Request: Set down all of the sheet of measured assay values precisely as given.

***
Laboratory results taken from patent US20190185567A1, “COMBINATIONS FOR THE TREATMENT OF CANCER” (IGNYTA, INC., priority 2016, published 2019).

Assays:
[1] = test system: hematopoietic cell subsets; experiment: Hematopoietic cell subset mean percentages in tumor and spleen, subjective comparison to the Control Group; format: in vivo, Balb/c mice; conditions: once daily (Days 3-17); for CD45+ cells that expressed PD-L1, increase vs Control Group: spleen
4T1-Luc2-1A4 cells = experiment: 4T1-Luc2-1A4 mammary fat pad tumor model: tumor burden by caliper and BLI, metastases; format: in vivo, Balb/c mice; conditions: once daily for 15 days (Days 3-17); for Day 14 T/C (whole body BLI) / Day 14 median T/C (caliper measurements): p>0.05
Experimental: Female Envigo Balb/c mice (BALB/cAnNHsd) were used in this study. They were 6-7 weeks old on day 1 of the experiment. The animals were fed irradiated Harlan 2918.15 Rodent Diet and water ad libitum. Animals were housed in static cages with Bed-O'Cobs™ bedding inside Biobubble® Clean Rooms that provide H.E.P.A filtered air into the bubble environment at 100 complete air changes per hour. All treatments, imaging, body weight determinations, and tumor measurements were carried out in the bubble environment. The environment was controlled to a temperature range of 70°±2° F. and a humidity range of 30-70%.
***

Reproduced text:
Laboratory results taken from patent US20190185567A1, “COMBINATIONS FOR THE TREATMENT OF CANCER” (IGNYTA, INC., priority 2016, published 2019).

Assays:
[1] = test system: hematopoietic cell subsets; experiment: Hematopoietic cell subset mean percentages in tumor and spleen, subjective comparison to the Control Group; format: in vivo, Balb/c mice; conditions: once daily (Days 3-17); for CD45+ cells that expressed PD-L1, increase vs Control Group: spleen
4T1-Luc2-1A4 cells = experiment: 4T1-Luc2-1A4 mammary fat pad tumor model: tumor burden by caliper and BLI, metastases; format: in vivo, Balb/c mice; conditions: once daily for 15 days (Days 3-17); for Day 14 T/C (whole body BLI) / Day 14 median T/C (caliper measurements): p>0.05
Experimental: Female Envigo Balb/c mice (BALB/cAnNHsd) were used in this study. They were 6-7 weeks old on day 1 of the experiment. The animals were fed irradiated Harlan 2918.15 Rodent Diet and water ad libitum. Animals were housed in static cages with Bed-O'Cobs™ bedding inside Biobubble® Clean Rooms that provide H.E.P.A filtered air into the bubble environment at 100 complete air changes per hour. All treatments, imaging, body weight determinations, and tumor measurements were carried out in the bubble environment. The environment was controlled to a temperature range of 70°±2° F. and a humidity range of 30-70%.